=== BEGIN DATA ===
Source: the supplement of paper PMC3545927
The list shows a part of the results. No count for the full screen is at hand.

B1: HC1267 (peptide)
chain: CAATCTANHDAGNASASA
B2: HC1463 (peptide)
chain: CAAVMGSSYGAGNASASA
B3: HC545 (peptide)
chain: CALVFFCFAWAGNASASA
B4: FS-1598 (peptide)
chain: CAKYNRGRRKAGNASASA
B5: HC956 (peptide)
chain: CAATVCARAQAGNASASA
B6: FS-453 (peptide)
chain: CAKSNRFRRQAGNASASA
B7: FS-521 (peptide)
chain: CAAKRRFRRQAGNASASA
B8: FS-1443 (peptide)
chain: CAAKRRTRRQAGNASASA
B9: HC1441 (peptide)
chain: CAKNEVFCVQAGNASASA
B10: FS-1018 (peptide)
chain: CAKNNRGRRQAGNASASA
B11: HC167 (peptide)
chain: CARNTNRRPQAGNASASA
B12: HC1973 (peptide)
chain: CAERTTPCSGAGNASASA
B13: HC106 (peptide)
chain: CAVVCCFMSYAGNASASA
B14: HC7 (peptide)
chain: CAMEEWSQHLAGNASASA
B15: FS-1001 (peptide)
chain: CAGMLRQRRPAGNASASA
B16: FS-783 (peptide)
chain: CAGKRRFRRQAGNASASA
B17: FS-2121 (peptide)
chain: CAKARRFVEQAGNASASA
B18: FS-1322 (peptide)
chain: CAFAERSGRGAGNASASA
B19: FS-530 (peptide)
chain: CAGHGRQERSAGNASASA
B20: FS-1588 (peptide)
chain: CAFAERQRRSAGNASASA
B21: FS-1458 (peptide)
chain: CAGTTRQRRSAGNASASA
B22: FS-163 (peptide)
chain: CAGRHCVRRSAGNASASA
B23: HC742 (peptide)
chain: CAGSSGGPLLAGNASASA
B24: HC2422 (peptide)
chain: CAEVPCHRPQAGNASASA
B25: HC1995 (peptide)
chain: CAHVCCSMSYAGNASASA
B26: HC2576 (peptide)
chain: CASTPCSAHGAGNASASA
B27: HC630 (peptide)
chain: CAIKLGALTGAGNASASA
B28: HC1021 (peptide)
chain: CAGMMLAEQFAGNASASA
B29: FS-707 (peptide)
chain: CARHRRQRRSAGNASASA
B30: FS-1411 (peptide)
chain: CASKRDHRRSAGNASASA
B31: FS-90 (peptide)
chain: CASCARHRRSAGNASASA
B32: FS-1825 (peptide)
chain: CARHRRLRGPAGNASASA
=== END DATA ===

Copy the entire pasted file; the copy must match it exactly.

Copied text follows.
Source: the supplement of paper PMC3545927
The list shows a part of the results. No count for the full screen is at hand.

B1: HC1267 (peptide)
chain: CAATCTANHDAGNASASA
B2: HC1463 (peptide)
chain: CAAVMGSSYGAGNASASA
B3: HC545 (peptide)
chain: CALVFFCFAWAGNASASA
B4: FS-1598 (peptide)
chain: CAKYNRGRRKAGNASASA
B5: HC956 (peptide)
chain: CAATVCARAQAGNASASA
B6: FS-453 (peptide)
chain: CAKSNRFRRQAGNASASA
B7: FS-521 (peptide)
chain: CAAKRRFRRQAGNASASA
B8: FS-1443 (peptide)
chain: CAAKRRTRRQAGNASASA
B9: HC1441 (peptide)
chain: CAKNEVFCVQAGNASASA
B10: FS-1018 (peptide)
chain: CAKNNRGRRQAGNASASA
B11: HC167 (peptide)
chain: CARNTNRRPQAGNASASA
B12: HC1973 (peptide)
chain: CAERTTPCSGAGNASASA
B13: HC106 (peptide)
chain: CAVVCCFMSYAGNASASA
B14: HC7 (peptide)
chain: CAMEEWSQHLAGNASASA
B15: FS-1001 (peptide)
chain: CAGMLRQRRPAGNASASA
B16: FS-783 (peptide)
chain: CAGKRRFRRQAGNASASA
B17: FS-2121 (peptide)
chain: CAKARRFVEQAGNASASA
B18: FS-1322 (peptide)
chain: CAFAERSGRGAGNASASA
B19: FS-530 (peptide)
chain: CAGHGRQERSAGNASASA
B20: FS-1588 (peptide)
chain: CAFAERQRRSAGNASASA
B21: FS-1458 (peptide)
chain: CAGTTRQRRSAGNASASA
B22: FS-163 (peptide)
chain: CAGRHCVRRSAGNASASA
B23: HC742 (peptide)
chain: CAGSSGGPLLAGNASASA
B24: HC2422 (peptide)
chain: CAEVPCHRPQAGNASASA
B25: HC1995 (peptide)
chain: CAHVCCSMSYAGNASASA
B26: HC2576 (peptide)
chain: CASTPCSAHGAGNASASA
B27: HC630 (peptide)
chain: CAIKLGALTGAGNASASA
B28: HC1021 (peptide)
chain: CAGMMLAEQFAGNASASA
B29: FS-707 (peptide)
chain: CARHRRQRRSAGNASASA
B30: FS-1411 (peptide)
chain: CASKRDHRRSAGNASASA
B31: FS-90 (peptide)
chain: CASCARHRRSAGNASASA
B32: FS-1825 (peptide)
chain: CARHRRLRGPAGNASASA